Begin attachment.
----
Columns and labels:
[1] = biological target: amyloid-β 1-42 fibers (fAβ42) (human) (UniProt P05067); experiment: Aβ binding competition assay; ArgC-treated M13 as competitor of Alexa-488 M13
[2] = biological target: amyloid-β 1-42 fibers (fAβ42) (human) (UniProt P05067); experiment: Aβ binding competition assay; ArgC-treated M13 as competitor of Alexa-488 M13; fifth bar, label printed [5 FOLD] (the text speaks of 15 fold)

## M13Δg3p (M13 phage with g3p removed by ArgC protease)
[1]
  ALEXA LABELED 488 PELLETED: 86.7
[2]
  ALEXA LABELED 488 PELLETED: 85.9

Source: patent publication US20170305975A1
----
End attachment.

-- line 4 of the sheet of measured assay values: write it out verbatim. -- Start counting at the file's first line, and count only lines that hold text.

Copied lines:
## M13Δg3p (M13 phage with g3p removed by ArgC protease)